or more response bytes, the host can issue a new command
to the QT instead of a null in the last shift operation.
Host MCU
P_IN
Tx
Rx
New commands attempted during intermediate byte transfers
are ignored, and null bytes should always be used in these
cases.
DRDY
Rx
Tx
Vdd
See also SR setup parameter, page 16.
bussing with several similar parts. Tx should idle high, and
must be pulled high with a 10K ~ 20K resistor to Vdd at all
times in UART mode. Tx is push-pull when transmitting
data.
UART mode is selected if the host sends data over the UART
lines first. There is no other configuration required to make
the device operate in UART mode. Once UART is selected
after a power-up, the device cannot switch to SPI mode
unless the device is reset.
UART transmission parameters are:
Baud rate:
9600 ~ 115,200
Start bits:
1
Data bits:
8
Parity:
None
Stop bits:
1
UART mode communications functions in the same basic way
as SPI communications. The Baud rate is adjusted by means
of setup parameter ‘SR’ (pages 16, 0). Once a new Baud rate
has been set, the device must be reset for the new rate to
take effect.
DRDY in UART mode: Section 3.1 applies.
The major difference with SPI mode is that the UART mode is
asynchronous and so the host does not clock the QT. No
framing /SS or clock signal is required, simplifying the
interface greatly. Return data is sent from the QT back to the
host when the data is ready.
DRDY is bi-directional in UART mode. DRDY can be pulled
down by either the QT or the host (wire-AND), so that either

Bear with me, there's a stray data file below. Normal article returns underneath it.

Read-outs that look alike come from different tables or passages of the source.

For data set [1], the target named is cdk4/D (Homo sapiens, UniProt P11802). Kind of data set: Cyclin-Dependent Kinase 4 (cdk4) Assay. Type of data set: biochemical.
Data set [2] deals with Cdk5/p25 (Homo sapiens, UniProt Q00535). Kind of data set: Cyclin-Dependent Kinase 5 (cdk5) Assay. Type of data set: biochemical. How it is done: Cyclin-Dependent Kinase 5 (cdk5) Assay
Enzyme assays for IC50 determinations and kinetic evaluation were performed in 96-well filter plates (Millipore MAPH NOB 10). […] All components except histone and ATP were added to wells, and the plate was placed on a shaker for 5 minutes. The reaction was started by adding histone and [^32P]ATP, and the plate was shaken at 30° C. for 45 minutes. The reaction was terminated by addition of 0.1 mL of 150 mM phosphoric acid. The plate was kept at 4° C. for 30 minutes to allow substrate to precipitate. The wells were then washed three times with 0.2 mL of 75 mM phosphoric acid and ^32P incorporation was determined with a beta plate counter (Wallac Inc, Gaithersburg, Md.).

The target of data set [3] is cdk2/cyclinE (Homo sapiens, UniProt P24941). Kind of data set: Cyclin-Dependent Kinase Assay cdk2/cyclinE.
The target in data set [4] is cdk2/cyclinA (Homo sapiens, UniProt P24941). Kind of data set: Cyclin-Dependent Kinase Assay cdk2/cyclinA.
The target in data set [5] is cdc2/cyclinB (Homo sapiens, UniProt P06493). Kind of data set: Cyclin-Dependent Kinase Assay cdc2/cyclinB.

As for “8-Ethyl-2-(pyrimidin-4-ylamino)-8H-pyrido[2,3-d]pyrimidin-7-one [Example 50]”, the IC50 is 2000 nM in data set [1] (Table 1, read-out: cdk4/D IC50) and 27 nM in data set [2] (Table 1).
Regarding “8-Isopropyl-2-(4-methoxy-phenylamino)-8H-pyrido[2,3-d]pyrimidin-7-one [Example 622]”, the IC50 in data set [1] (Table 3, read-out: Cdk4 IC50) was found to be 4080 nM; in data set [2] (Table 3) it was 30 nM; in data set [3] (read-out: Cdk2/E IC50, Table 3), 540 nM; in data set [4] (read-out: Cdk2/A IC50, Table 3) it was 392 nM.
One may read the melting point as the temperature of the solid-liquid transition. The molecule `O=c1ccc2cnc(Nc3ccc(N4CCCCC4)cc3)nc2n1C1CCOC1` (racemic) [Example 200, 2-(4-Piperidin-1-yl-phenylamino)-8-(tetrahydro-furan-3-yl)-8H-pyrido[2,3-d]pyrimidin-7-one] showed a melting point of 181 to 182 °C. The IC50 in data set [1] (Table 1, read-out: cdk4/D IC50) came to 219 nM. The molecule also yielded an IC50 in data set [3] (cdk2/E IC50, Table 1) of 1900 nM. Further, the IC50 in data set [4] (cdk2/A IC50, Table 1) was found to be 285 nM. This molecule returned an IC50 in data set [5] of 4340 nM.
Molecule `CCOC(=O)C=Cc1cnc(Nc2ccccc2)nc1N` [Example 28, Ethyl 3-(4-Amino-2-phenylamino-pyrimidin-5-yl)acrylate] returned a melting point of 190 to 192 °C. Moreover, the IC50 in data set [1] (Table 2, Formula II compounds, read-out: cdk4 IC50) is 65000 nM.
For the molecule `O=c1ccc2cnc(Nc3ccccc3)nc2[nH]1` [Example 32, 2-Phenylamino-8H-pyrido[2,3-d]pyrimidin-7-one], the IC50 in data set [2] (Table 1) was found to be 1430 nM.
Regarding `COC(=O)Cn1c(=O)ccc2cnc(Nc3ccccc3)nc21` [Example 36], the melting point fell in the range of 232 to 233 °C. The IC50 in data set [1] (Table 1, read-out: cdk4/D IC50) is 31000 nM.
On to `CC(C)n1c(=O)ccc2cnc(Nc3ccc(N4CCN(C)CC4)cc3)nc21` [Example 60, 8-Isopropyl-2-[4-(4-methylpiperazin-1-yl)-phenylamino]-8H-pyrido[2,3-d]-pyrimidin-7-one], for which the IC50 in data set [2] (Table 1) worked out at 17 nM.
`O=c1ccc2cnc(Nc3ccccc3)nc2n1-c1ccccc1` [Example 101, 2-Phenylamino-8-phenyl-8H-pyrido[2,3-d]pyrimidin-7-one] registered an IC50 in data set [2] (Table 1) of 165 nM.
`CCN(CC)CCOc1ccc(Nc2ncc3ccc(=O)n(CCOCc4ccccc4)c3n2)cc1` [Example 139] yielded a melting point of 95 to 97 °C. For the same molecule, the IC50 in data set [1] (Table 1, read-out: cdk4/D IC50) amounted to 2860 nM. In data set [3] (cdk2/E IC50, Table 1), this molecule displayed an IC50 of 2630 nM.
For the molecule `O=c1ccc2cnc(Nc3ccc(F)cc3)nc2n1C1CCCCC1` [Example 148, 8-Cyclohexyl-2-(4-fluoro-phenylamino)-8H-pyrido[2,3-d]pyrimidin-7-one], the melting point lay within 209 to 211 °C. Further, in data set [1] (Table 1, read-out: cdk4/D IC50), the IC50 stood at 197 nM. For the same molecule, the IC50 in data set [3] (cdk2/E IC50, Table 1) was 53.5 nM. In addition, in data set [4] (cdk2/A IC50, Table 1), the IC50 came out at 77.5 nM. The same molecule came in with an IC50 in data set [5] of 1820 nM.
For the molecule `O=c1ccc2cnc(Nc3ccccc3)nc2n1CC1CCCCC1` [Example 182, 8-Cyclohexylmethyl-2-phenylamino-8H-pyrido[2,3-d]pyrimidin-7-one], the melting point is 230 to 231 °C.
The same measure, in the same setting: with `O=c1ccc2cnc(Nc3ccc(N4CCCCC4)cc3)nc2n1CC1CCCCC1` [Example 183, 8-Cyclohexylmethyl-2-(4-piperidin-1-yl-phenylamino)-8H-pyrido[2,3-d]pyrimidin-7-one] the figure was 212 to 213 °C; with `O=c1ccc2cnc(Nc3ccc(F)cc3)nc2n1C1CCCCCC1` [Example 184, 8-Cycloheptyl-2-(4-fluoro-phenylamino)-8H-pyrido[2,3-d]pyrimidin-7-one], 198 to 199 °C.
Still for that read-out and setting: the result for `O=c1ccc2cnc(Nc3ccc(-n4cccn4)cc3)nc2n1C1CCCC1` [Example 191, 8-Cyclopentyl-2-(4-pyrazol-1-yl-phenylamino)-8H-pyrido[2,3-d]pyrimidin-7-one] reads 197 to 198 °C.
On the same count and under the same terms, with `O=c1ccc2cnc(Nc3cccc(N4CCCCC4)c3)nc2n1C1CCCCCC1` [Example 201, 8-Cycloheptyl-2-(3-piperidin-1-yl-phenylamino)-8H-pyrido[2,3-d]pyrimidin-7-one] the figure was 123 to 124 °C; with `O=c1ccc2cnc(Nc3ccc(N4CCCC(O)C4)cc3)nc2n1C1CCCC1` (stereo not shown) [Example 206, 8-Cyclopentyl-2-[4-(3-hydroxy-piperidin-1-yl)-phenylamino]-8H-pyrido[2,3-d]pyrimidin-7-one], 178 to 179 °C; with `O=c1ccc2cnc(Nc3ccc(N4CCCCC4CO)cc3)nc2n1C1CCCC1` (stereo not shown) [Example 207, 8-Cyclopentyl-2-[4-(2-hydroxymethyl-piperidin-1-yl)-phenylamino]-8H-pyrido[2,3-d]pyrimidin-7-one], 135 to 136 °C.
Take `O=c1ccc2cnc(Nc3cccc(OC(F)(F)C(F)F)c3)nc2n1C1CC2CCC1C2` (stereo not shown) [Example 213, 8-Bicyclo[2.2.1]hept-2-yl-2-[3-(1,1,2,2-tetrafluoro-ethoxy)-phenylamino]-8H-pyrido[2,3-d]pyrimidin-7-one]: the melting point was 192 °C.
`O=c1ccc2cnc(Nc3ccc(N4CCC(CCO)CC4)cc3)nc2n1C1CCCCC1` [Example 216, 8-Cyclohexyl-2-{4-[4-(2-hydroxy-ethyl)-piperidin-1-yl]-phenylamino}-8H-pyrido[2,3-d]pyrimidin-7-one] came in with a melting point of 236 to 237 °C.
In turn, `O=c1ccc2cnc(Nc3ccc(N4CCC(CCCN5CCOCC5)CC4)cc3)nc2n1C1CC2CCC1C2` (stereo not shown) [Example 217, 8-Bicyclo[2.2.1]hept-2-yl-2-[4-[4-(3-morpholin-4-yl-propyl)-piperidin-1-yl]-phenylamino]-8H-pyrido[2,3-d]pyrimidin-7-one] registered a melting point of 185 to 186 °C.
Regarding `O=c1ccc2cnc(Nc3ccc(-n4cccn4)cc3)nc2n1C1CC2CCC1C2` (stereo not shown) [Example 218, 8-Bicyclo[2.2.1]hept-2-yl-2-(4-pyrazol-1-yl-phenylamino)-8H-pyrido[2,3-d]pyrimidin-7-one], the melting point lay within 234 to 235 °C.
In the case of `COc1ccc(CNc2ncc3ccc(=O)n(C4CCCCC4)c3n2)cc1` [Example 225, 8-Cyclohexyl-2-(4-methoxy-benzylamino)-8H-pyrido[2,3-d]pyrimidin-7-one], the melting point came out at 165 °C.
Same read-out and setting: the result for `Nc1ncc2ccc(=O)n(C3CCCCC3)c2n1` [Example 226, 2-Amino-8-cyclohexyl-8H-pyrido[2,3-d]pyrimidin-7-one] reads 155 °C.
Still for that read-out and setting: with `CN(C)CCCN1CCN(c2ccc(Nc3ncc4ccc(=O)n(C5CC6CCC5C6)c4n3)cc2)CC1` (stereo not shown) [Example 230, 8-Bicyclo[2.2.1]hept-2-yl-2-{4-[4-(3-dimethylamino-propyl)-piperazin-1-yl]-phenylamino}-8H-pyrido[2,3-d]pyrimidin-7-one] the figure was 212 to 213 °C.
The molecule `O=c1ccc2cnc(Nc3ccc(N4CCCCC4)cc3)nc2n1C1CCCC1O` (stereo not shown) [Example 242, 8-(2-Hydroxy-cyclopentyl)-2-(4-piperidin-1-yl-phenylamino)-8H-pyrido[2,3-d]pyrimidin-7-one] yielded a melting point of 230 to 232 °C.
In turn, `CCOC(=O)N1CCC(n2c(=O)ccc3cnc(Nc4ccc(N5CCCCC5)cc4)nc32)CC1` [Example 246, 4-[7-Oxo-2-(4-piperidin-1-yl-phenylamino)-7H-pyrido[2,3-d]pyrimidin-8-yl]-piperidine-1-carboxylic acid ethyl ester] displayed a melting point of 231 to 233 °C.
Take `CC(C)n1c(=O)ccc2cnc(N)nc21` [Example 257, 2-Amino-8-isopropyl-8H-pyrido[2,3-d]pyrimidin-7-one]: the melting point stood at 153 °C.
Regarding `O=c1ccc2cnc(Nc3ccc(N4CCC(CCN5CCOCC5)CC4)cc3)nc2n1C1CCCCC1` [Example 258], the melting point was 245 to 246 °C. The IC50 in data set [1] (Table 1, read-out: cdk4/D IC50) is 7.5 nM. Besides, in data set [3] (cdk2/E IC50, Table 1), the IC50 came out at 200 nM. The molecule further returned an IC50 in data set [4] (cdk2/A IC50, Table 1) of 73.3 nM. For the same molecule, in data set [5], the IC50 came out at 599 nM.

device can be inhibited from sending data until the other is
ready. The host should obey this control line or transmission
errors can occur. The host should grant a 10µs grace period
after clamping DRDY low in which it can still accept a
transmission.
Multi-drop capability: The QT60xx6 in UART mode floats Tx
within 10µs after each transmitted byte. The host’s Rx pin can
thus be shared with other similar UART based peripherals.
As explained in Section 3.1, DRDY is not clamped low
immediately after the QT receives a byte; there can be up to a
100µs delay from the end of the stop bit before DRDY goes
low. Sampling of DRDY by the host should occur 100µs after
the byte has been fully sent; if DRDY is already high at this
point, or becomes high, then it is clear to send.
Wake operation: The device can be put into sleep mode with
a serial command, 0x16 (page 9) and then be waked with a
dummy null byte from the host, if the Rx and WS pins are
connected together.
Rx - Receive async data. This pin is an input only.
Null Bytes: Unlike SPI mode, there is no reason to send null
bytes to the QT in UART mode.
Tx - Transmit async data. Drives out when transmitting but
floats within 10µs of the end of the stop bit, to allow
Advanced information; subject to change
QT60xx6
10K
3.3 UART Communications
lQ
10K
7
QT60486-AS 0.07/1103
device will attempt to operate using the new Setups block
even if it is corrupt.
4 Control Commands
Refer to Section 5.1, page 11 for further details.
At the end of the full block load sequence, the device restarts